Based on my 1:45 half time, the pace calculators I've looked at seem to think I can manage a sub 4 hour marathon. Well, I know it's not that simple! My aim is to beat 4:58, remain uninjured, and finish knowing I've run the best race I can.

There are 26 weeks between now and May 5th. I've made a rough plan of my long runs, and I've decided to cut the long run distance in half and run that as a tempo midweek. So that means I'll be running 10 miles with some fast sections on the Thursday before I run 20 miles on the Saturday or Sunday. There will be at least one other run midweek, on the Tuesday (of about 2 miles with running club), and then perhaps a 5-6 mile alternate recovery/tempo on Mondays or Wednesdays depending on my work schedule. As far as I see it, the long run is important, as is fitting a longish tempo in if I want to maintain my speed and fitness.

This week is Week One, and I'll be running 5 miles on Thursday and 10 miles on Sunday, and possibly a fast run today, if I manage to get my arse in gear.

Other stuff this week, I'm recovering nicely from Stevenage half, my legs aren't destroyed, although my calves feel a bit sore. I had a good recovery run last night with the beginners group at the club, and a lovely stretch out later at Pilates.

I've also weighed myself to check I've not ballooned after gorging myself on smarties and pasta on Monday and Tuesday. I've lost 2lb, which brings me to 47lb total weight loss (since I began counting in Jan 2011). I'm nearly back at the magic 50lb lost mark, which I've been aiming at all year! It was good motivation for me to eat a healthy lunch, rather than open a tin of curry and eat it all (I do have a habit of eating to excess when it's cold outside, when I'm working, and when I'm a bit distracted).

Random thoughts purged, time to work before I run later.

EDIT: I ran 4 miles in the rain, not fast though, I couldn't manage fast...

Sunday, 3 November 2013

Stevenage half marathon: race day

I've spent 2013 being a bit disappointed in myself. I trained really hard in the Spring and was on for a PB at Baldock Beast half marathon but my hip suddenly was too painful at mile 10 and I had to walk... I had a chest infection so couldn't train fully for Greenway Challenge half. I had a shin injury so spent the summer on my bike and in the pool, which affected my training for Standalone 10K. I had to enter Duck N Dash in the end, to fulfil my need for a PB a year ("6K run" being a new distance for me!).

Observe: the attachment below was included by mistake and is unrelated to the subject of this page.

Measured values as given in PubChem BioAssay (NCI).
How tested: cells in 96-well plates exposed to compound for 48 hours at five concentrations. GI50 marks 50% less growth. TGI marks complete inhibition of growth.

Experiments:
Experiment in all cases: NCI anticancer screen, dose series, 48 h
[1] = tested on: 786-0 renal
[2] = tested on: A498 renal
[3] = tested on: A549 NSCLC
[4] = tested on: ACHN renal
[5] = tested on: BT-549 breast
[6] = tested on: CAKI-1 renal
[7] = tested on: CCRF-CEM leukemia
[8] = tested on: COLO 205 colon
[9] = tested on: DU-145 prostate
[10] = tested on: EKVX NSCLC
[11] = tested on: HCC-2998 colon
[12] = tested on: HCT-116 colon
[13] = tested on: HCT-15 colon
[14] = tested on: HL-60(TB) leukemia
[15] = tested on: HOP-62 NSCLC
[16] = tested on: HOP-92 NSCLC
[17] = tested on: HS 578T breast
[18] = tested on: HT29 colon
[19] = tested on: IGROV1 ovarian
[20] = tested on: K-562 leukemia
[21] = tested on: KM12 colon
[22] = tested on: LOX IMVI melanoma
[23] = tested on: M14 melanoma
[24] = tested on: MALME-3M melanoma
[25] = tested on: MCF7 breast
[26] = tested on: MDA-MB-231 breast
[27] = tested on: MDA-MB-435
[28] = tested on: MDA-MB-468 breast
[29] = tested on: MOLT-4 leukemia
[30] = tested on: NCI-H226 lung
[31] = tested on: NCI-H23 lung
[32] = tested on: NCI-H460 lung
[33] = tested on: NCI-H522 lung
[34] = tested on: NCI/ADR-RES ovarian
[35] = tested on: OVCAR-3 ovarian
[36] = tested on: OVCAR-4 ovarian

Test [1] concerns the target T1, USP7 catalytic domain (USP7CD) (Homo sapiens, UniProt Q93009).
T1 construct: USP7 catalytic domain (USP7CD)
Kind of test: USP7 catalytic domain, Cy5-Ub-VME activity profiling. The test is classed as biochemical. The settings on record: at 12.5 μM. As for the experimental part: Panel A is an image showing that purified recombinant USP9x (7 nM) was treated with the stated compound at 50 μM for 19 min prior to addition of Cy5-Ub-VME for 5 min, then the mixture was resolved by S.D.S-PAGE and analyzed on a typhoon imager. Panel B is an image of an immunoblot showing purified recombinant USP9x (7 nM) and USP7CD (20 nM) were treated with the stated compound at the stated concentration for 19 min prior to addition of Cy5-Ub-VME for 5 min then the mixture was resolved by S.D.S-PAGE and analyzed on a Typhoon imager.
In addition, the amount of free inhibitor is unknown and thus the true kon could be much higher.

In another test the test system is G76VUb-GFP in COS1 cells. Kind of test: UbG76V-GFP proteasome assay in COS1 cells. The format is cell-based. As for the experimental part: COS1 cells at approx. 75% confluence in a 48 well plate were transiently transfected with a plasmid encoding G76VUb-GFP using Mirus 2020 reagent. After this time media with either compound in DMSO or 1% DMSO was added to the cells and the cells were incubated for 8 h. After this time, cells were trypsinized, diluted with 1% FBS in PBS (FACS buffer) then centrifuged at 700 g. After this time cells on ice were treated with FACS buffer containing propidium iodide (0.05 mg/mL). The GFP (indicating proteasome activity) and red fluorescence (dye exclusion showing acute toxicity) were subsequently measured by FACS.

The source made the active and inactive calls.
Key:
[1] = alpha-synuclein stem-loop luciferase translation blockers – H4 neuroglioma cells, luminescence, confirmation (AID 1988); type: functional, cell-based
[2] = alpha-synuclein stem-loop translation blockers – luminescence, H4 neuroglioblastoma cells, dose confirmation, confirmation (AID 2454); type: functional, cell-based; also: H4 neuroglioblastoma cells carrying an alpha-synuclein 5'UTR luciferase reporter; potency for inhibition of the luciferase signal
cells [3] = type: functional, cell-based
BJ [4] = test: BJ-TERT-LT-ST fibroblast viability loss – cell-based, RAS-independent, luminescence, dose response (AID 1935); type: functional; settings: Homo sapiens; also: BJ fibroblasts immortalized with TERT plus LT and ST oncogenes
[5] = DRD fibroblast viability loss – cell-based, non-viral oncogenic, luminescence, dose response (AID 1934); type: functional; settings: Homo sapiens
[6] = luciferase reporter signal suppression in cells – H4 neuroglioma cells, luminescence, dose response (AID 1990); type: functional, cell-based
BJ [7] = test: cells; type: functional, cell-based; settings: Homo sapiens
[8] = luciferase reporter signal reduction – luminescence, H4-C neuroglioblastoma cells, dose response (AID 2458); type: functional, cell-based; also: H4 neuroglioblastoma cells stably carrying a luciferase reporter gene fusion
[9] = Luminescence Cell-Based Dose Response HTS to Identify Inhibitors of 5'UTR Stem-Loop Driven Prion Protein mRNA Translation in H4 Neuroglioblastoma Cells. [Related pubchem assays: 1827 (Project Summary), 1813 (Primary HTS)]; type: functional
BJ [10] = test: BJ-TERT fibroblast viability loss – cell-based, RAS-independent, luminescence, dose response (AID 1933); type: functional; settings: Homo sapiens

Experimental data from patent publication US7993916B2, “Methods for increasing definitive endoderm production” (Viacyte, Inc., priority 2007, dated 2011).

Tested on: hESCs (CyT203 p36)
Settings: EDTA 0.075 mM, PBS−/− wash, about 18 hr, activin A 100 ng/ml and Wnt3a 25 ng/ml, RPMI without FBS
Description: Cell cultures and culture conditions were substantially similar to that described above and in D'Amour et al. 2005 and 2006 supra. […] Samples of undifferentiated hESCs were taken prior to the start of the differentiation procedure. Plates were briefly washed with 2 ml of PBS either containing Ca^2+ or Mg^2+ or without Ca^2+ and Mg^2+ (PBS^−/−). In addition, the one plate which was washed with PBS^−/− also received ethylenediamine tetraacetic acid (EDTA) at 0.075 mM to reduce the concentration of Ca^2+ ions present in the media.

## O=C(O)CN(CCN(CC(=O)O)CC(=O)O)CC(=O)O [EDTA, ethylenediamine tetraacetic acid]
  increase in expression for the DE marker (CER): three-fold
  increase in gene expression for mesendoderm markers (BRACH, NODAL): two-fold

So my training for Stevenage Half Marathon was quite important to me. I was careful to ensure my long runs were slow enough to develop muscle, I made sure I included one quality tempo run a week, of at least 5 miles, and I kept up my Pilates and other strength work, to maintain leg and core strength. 

Race day: I was dropped off at Ridlins track in Stevenage at 9:20am, so had an hour to get myself ready for the race. The sun was out, and I sat on the stands and caught the sun for half an hour. My friends arrived (Greg, Chris, Jess, Ann, and Matt) and we all had a relax and chat about various things (I looked at Greg's photos of his baby girl, very very tiny and very cute and no I don't want any more babies).

After undressing in front of everyone, I handed in my bag, went to the loo for the last time, had my first gel (15 minutes before the start), and found Lewis from club (randomly, I really wasn't stalking him). We warmed up together and I quizzed him about being from Manchester (because he is) and I think perhaps I scared him a bit... (sorry.)

We lined up, and I said to random strangers how much I hate the wait at the start, because my Garmin always goes off at the wrong moment (I was frantically trying to find satellites with a minute to go). And then we were off, and Lewis dashed off and I let him go. I had pace notes on my hand for a PB (8, 16, 24, 32, 40, 48, 56, etc) so I was following the plan and no one was going to stop me. Two laps of a 6 point something course. Let's GO!

I felt really good for the first 6 miles, I even managed some sub 8 min miles. Uphills are hard, but they're never too long on this course, and they must go down at some point. Running downhill, I relaxed into them and let my legs flow. In fact, I ran the first 10K in 48:56, which is faster than I ran Standalone 10K in this year, and only half a minute off my PB!

Took my next gel at mile 4, just after I'd dropped it (and had to run back for it, swearing loudly and apologising). At mile 6 I saw my physio Kieran, and he shouted at me for running too slowly, haha, he's good for encouragement.

As I passed the start point for the second loop my legs started to feel tired. The next miles (7 to 9) were mainly uphill and very hard. I was feeling a bit low because I wasn't hitting the 8 min miles I needed, plus I was feeling a bit dizzy; I could quite easily have sunk into the grass and had a sleep. But I didn't give up because I remembered back to Standalone when I did give up and then regretted it. I had a few fellow runners to race against, a guy called Arnie from Hitchin Running Club helped me on miles 7 and 8, and a lady in a blue top with 2 SIS gels in her bum kept me going for miles 8 and 9. I then remembered I'd run a few miles under 8 minutes so knew I had a few seconds in the bag. I checked my hand notes and I was still hitting my target every mile, so started to feel confident again.